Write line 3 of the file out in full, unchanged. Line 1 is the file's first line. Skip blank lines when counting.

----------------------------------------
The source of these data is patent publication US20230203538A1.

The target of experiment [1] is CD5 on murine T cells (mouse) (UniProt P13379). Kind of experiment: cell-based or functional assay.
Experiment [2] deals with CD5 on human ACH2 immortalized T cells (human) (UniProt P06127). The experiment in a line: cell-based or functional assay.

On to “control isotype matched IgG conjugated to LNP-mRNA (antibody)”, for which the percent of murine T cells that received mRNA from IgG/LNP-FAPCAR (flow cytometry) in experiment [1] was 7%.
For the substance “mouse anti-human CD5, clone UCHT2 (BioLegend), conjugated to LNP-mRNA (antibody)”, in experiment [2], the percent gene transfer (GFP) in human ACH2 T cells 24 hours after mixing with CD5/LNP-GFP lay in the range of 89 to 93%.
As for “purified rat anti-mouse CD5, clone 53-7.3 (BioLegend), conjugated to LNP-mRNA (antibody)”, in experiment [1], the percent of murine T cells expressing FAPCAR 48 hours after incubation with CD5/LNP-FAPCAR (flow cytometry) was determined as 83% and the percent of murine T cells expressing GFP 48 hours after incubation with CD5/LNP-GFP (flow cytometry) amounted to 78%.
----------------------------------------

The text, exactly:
Experiment [2] deals with CD5 on human ACH2 immortalized T cells (human) (UniProt P06127). The experiment in a line: cell-based or functional assay.